The Pitfalls of Micromanagement

You've been in your role now for some time, and you have been extremely successful as a high performing individual contributor. Your manager approaches you about a promotion opportunity to move into a management role in a recent 1:1 meeting. During the meeting you let your manager know you need some time to think about it. You go home that evening thinking about the opportunity. You wonder to yourself, "Am I ready for such responsibility? How will my peers take me as their manager? Is this really what I want right now?" You do like the sound of more money, and frankly you can use it based on some personal things you want to take care of. After weighing the pro's and the con's, you decide you are interested in the opportunity.


The next day you schedule a meeting with your manager, and tell her your decision. She's estactic you are interested and can't wait to see you shine in this new role. Over the next 2 weeks, both of you work through the transition plans of your current work, and the Human Resource (HR) processes to make this promotion a reality. You put the ink to paper, and you are ready to go. Now, you are excited and can't wait to start.


3 week later

It's 3 weeks into your new role and realize this is somewhat harder than you thought (😳). It was easy being a high performing individual contributor. You didn't have to worry about anyone, but yourself. You realize your management style is rubbing people the wrong way, and instead of having allies, you are making enemies. You realize it is very hard for you to get out of the day to day work, and focus on leading your team. Mainly, because you miss the day to day work, and didn't realize how much you would miss it when you took on this new role. Your team feels as though you don't trust them because you second guess everything they do, and you are continually correcting their work, or providing advice they did not ask for. To your defensive though, you were placed in this position with no real training or onboarding. Since you have taken this role, your manager barely has meetings with you, but has all the faith you will figure it out. She knows this was the next logical move for you and that you will organically get into rhythm. You think to yourself, "this was the next logical move for me, right? (🤔) Well, this may be right, or wrong. Just because you are a high performing individual contributor does not mean you will be a great manager. This is a common mistake many managers, and organizations make.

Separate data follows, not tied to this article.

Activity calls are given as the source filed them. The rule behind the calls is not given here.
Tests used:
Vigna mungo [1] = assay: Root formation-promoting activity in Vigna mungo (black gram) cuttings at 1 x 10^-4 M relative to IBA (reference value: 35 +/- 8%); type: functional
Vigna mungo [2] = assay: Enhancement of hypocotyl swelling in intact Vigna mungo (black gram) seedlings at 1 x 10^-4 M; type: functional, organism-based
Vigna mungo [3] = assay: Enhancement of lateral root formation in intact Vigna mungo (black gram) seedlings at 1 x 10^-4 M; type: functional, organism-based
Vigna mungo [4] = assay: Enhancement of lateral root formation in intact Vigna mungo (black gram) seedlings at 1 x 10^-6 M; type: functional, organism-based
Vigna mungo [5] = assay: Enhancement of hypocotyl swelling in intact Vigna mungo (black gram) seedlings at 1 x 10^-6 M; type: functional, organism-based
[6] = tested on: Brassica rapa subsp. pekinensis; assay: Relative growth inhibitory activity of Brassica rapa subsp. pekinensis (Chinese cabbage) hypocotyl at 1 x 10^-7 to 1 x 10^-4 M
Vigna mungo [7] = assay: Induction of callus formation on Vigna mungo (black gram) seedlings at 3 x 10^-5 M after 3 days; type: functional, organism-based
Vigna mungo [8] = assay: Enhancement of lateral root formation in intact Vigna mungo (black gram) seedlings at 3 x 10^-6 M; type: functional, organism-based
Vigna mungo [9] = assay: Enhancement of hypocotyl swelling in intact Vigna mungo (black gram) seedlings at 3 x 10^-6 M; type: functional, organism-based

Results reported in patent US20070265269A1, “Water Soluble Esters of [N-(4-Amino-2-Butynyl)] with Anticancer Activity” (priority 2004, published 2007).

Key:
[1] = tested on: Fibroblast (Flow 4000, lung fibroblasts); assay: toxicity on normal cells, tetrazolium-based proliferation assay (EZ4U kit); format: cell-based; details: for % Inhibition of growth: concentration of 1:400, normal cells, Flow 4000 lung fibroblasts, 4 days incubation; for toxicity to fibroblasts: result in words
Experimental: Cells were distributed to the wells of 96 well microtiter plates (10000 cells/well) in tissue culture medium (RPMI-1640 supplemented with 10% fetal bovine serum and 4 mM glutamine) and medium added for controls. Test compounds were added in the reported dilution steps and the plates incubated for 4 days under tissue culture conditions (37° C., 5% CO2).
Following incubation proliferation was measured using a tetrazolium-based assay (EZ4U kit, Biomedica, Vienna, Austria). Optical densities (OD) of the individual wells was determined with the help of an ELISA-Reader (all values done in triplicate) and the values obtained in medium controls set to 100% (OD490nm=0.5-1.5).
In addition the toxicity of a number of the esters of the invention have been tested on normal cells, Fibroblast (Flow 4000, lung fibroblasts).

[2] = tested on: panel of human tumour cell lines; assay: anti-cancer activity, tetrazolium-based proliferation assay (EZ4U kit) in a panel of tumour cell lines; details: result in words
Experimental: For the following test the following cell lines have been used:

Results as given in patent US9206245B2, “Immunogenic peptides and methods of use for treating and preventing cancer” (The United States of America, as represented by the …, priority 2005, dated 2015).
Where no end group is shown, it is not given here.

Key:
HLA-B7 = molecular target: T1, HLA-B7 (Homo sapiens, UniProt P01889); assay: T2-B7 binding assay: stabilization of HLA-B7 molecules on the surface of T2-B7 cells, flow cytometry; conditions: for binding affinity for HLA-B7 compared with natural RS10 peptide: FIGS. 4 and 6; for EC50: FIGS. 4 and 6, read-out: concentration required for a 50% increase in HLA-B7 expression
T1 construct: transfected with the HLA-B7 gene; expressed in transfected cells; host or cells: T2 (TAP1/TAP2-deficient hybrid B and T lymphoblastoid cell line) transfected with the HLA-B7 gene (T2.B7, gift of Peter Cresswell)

Just like there are skills you need to have for your individual contributor role, there are skills you need to have to be an effective manager/leader. If you do not have those skills it is not only detrimental to you, but to the company as a whole. If you have a desire to be in management, and lack some of the cr